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Invisible Men: The Secret Lives of Police Constables in Liverpool, Manchester and Birmingham, 1900-1939 (Hardback)
  • Invisible Men: The Secret Lives of Police Constables in Liverpool, Manchester and Birmingham, 1900-1939 (Hardback)
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Invisible Men: The Secret Lives of Police Constables in Liverpool, Manchester and Birmingham, 1900-1939 (Hardback)

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£80.00
Hardback 334 Pages / Published: 30/07/2010
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This book provides a comprehensive study of English police constables walking the beat in the early part of the twentieth century. Joanne Klein has mined a rich seam of archival evidence to present a fascinating insight into the everyday lives of these working-class men. The book explores how constables influenced law enforcement and looks at the changing nature of policing during this period. `This book is greatly to be welcomed. Based on research from little-known provincial police archives, it provides a major addition to our knowledge of working-class life and work in general, and the life and work of the English police officer in particular. It explores police relations with the public, the varied arrangements of the Bobby's domestic life, and the vicissitudes of his working life from the moment that he first put his uniform on, to when he finally took it off as a result of death, dismissal, resignation or retirement. The book is just what good history should be - well-researched, persuasively argued and a pleasure to read.' Professor Clive Emsley, Open University. `This is an excellent book. It is well-written and extremely interesting, filling a gap in an historical literature, which is dominated by official and institutional perspectives, by illuminating the daily and working lives of constables.' Professor Lucinda McCray Beier, Appalachian State University

Publisher: Liverpool University Press
ISBN: 9781846312359
Number of pages: 334
Weight: 669 g
Dimensions: 239 x 163 x 25 mm


MEDIA REVIEWS
This book is greatly to be welcomed. Based on research from little-known provincial police archives, it provides a major addition to our knowledge of working-class life and work in general, and the life and work of the English police officer in particular. It explores police relations with the public, the varied arrangements of the Bobby's domestic life, and the vicissitudes of his working life from the moment that he first put his uniform on, to when he finally took it off as a result of death, dismissal, resignation or retirement. The book is just what good history should be - well-researched, persuasively argued and a pleasure to read. -- Clive Emsley * Open University *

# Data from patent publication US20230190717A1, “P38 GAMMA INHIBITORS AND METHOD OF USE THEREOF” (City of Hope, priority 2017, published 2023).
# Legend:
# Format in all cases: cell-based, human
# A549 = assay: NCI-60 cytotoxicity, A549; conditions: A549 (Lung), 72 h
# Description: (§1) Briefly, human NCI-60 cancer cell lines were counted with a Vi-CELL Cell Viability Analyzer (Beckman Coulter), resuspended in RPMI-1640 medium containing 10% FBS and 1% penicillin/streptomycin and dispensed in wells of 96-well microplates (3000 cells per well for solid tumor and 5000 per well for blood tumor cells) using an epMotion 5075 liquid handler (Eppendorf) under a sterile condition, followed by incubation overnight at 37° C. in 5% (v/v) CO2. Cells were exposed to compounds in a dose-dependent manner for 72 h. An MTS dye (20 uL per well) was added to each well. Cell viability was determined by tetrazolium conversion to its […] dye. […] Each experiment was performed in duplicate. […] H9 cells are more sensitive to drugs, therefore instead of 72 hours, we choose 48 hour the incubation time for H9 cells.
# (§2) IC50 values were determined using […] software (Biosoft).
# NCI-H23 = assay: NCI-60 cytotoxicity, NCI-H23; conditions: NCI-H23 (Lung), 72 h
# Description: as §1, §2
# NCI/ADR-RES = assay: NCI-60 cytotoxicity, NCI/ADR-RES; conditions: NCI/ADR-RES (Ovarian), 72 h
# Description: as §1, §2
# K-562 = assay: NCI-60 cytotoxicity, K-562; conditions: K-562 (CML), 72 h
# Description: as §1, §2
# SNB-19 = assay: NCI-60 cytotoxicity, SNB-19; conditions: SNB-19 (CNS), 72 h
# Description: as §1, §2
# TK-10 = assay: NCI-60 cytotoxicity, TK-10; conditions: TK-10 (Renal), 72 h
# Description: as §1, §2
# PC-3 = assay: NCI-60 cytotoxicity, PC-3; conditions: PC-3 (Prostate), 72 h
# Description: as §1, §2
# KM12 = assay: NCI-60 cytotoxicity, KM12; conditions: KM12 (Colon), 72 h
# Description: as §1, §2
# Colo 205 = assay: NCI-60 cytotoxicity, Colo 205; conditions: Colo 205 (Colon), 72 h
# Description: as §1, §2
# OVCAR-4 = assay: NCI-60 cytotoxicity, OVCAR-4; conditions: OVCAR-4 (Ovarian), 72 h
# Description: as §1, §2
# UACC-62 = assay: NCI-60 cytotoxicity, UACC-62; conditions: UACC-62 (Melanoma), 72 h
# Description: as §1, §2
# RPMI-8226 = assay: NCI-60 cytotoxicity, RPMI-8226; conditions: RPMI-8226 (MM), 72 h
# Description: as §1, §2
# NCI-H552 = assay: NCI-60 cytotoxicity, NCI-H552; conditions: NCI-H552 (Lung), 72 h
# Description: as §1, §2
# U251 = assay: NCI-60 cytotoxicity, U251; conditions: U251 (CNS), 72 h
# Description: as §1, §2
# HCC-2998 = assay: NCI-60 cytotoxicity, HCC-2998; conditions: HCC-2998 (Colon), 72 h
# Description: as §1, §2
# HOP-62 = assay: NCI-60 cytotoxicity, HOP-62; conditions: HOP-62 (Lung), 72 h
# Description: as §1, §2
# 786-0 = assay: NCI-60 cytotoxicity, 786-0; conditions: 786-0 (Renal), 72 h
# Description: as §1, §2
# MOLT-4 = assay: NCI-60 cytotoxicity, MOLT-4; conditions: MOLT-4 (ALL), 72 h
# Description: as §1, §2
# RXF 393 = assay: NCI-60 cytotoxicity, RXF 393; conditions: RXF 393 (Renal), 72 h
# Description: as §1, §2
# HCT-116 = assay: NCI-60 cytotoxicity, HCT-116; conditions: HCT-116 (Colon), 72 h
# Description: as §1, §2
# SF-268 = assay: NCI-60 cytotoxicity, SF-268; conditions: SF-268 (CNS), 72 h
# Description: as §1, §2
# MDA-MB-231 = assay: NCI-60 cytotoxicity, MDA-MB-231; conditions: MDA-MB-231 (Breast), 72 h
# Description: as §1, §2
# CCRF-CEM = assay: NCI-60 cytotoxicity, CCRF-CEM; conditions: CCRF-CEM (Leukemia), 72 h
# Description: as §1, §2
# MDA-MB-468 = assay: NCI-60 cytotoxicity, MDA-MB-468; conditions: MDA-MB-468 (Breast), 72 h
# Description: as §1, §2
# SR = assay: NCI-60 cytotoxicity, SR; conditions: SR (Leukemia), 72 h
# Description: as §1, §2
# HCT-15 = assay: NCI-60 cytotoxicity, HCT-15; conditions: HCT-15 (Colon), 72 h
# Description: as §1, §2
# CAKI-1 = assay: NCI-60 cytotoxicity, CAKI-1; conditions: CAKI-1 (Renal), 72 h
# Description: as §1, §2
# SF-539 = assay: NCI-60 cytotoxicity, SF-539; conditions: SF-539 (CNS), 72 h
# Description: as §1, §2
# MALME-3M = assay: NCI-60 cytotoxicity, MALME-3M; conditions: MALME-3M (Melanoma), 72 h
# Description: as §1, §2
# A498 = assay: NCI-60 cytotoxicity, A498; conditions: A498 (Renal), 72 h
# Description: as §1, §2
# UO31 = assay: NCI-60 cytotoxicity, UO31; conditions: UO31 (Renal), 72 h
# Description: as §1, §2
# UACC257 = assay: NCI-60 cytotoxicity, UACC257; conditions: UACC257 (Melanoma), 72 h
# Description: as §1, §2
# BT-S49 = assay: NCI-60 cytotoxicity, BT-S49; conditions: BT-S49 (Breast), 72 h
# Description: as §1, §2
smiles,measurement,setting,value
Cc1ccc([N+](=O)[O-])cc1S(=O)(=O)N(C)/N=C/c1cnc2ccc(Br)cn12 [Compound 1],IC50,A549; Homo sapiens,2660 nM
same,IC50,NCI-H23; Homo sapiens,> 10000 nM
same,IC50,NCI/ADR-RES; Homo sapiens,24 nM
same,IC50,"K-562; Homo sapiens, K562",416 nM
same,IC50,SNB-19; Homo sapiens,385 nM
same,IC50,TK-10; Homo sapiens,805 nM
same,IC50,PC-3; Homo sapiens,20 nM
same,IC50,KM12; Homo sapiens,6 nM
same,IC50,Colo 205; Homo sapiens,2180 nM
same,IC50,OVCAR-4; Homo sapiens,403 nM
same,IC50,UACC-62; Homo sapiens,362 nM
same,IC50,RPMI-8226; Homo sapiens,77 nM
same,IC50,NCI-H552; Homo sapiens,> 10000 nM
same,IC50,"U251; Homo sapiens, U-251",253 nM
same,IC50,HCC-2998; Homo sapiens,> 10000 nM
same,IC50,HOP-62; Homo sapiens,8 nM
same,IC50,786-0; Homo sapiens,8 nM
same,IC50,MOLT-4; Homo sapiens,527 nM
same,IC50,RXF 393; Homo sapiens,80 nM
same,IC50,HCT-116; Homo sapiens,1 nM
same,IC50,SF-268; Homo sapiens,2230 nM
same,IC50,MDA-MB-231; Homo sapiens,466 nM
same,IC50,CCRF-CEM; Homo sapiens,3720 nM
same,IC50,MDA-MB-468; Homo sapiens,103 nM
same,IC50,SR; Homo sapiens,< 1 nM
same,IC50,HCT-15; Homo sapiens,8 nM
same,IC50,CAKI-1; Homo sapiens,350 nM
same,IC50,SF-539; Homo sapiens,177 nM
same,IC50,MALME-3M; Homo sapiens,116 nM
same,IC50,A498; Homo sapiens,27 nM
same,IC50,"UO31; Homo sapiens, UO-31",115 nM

This is an excellent book. It is well-written and extremely interesting, filling a gap in an historical literature, which is dominated by official and institutional perspectives, by illuminating the daily and working lives of constables. -- Lucinda McCray Beier * Appalachian State University *
Invisible Men ably achieves its goal of exposing the experiences and concerns of police constables in this period. Anyone interested in the history of urban policing should consider it an attractive addition to their book shelves. * HSLC Transactions, Vol 159 *
...this is a lively and remarkable book. If one of Klein's goals was to break down the public's view of the police (perhaps held as much now as then) as a "monolithic entity" (110), she has succeeded magnificently by offering a complex portrait of how everyday policing was experienced as a mixture of boredom, excitement, violence, humor, tragedy, and, at times, absurdity. In a strikingly original chapter, the extensive institutional supervision to which constables were subjected even allows Klein to provide insight into police officers' domestic lives. An effective combination of detailed research and clear writing, Invisible Men joins the ranks of the must-read books about British policing. * Journal of British Studies *
This work is an important contribution to an under researched period in the history of English policing and to the history of working-class culture in general ... The book is well structured, allowing the reader to follow the careers of the constables from entry to the force, through the experience of learning the ropes; their experience of discipline; the camaraderie, conflict, and cooperation that created a body of working men aware of their common interest; their relations to the public; their domestic lives; and ultimately to their final career trajectories. * The Historians, Vol. 76, No. 3, Fall *

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